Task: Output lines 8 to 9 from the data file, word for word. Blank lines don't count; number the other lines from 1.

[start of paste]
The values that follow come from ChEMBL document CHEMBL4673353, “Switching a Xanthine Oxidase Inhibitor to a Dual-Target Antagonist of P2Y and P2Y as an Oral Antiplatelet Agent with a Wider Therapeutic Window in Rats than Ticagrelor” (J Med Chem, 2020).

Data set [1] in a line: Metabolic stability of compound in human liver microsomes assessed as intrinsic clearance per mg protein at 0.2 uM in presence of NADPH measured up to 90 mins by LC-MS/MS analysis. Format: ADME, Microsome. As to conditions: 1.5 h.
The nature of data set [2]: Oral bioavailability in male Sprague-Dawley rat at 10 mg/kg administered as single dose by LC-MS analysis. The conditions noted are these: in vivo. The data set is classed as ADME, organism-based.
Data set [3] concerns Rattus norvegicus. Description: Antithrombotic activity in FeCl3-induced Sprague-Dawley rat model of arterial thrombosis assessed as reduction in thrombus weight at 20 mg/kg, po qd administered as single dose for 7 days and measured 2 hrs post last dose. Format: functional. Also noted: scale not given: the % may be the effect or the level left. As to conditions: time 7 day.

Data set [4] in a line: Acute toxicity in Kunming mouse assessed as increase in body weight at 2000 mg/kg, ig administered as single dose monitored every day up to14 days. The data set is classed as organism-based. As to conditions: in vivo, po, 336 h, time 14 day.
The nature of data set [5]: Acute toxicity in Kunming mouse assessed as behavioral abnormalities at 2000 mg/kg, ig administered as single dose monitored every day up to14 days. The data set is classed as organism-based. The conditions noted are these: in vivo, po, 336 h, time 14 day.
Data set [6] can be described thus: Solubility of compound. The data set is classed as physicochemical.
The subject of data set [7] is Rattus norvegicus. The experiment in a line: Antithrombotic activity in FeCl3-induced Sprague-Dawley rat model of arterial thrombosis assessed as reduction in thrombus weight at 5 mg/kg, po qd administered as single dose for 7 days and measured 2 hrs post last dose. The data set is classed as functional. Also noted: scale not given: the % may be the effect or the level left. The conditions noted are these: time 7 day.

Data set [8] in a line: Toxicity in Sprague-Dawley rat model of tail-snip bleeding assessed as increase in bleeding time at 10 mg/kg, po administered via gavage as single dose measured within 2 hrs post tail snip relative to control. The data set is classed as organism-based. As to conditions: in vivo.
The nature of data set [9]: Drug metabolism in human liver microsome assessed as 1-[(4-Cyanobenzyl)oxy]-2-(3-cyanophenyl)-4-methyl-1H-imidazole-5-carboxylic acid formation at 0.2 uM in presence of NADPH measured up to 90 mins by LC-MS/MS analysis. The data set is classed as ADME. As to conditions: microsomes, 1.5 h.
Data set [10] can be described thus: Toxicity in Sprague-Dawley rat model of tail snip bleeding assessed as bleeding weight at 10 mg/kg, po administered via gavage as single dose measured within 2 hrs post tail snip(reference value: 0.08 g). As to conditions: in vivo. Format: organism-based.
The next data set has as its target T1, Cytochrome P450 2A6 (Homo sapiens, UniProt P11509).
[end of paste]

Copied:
The subject of data set [7] is Rattus norvegicus. The experiment in a line: Antithrombotic activity in FeCl3-induced Sprague-Dawley rat model of arterial thrombosis assessed as reduction in thrombus weight at 5 mg/kg, po qd administered as single dose for 7 days and measured 2 hrs post last dose. The data set is classed as functional. Also noted: scale not given: the % may be the effect or the level left. The conditions noted are these: time 7 day.

Data set [8] in a line: Toxicity in Sprague-Dawley rat model of tail-snip bleeding assessed as increase in bleeding time at 10 mg/kg, po administered via gavage as single dose measured within 2 hrs post tail snip relative to control. The data set is classed as organism-based. As to conditions: in vivo.